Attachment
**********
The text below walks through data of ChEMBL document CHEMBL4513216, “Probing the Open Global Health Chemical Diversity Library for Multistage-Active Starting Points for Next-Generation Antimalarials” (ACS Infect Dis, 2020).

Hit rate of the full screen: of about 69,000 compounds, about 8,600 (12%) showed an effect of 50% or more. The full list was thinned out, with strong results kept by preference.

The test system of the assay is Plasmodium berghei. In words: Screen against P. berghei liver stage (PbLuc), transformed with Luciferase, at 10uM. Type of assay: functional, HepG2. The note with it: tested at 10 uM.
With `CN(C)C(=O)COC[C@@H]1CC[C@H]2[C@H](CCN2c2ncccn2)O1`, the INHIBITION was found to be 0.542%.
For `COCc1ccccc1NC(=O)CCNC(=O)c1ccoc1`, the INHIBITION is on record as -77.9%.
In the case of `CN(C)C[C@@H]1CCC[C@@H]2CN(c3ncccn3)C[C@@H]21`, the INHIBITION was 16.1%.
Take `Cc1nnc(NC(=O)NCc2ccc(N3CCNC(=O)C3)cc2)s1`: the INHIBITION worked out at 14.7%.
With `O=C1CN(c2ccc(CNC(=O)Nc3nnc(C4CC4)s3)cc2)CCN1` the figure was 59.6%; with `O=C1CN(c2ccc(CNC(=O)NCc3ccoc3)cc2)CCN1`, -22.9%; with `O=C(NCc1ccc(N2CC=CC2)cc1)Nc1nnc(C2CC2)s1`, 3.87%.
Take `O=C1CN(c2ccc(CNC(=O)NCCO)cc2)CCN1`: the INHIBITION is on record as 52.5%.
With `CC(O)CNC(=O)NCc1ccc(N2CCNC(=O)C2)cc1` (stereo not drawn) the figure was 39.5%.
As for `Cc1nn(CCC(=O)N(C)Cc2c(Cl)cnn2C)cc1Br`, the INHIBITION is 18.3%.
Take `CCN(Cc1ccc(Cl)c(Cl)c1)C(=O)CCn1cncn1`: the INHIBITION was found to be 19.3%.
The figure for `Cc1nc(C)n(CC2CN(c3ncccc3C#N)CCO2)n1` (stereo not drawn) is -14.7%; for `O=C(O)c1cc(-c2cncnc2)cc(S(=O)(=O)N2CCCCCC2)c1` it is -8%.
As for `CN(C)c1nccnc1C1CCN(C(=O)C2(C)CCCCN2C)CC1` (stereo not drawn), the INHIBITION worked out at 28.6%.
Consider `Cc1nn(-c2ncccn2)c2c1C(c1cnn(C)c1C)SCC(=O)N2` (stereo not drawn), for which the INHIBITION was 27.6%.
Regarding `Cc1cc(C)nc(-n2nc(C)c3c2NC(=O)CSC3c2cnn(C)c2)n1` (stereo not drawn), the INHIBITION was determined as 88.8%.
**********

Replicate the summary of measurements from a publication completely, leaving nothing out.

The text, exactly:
The text below walks through data of ChEMBL document CHEMBL4513216, “Probing the Open Global Health Chemical Diversity Library for Multistage-Active Starting Points for Next-Generation Antimalarials” (ACS Infect Dis, 2020).

Hit rate of the full screen: of about 69,000 compounds, about 8,600 (12%) showed an effect of 50% or more. The full list was thinned out, with strong results kept by preference.

The test system of the assay is Plasmodium berghei. In words: Screen against P. berghei liver stage (PbLuc), transformed with Luciferase, at 10uM. Type of assay: functional, HepG2. The note with it: tested at 10 uM.
With `CN(C)C(=O)COC[C@@H]1CC[C@H]2[C@H](CCN2c2ncccn2)O1`, the INHIBITION was found to be 0.542%.
For `COCc1ccccc1NC(=O)CCNC(=O)c1ccoc1`, the INHIBITION is on record as -77.9%.
In the case of `CN(C)C[C@@H]1CCC[C@@H]2CN(c3ncccn3)C[C@@H]21`, the INHIBITION was 16.1%.
Take `Cc1nnc(NC(=O)NCc2ccc(N3CCNC(=O)C3)cc2)s1`: the INHIBITION worked out at 14.7%.
With `O=C1CN(c2ccc(CNC(=O)Nc3nnc(C4CC4)s3)cc2)CCN1` the figure was 59.6%; with `O=C1CN(c2ccc(CNC(=O)NCc3ccoc3)cc2)CCN1`, -22.9%; with `O=C(NCc1ccc(N2CC=CC2)cc1)Nc1nnc(C2CC2)s1`, 3.87%.
Take `O=C1CN(c2ccc(CNC(=O)NCCO)cc2)CCN1`: the INHIBITION is on record as 52.5%.
With `CC(O)CNC(=O)NCc1ccc(N2CCNC(=O)C2)cc1` (stereo not drawn) the figure was 39.5%.
As for `Cc1nn(CCC(=O)N(C)Cc2c(Cl)cnn2C)cc1Br`, the INHIBITION is 18.3%.
Take `CCN(Cc1ccc(Cl)c(Cl)c1)C(=O)CCn1cncn1`: the INHIBITION was found to be 19.3%.
The figure for `Cc1nc(C)n(CC2CN(c3ncccc3C#N)CCO2)n1` (stereo not drawn) is -14.7%; for `O=C(O)c1cc(-c2cncnc2)cc(S(=O)(=O)N2CCCCCC2)c1` it is -8%.
As for `CN(C)c1nccnc1C1CCN(C(=O)C2(C)CCCCN2C)CC1` (stereo not drawn), the INHIBITION worked out at 28.6%.
Consider `Cc1nn(-c2ncccn2)c2c1C(c1cnn(C)c1C)SCC(=O)N2` (stereo not drawn), for which the INHIBITION was 27.6%.
Regarding `Cc1cc(C)nc(-n2nc(C)c3c2NC(=O)CSC3c2cnn(C)c2)n1` (stereo not drawn), the INHIBITION was determined as 88.8%.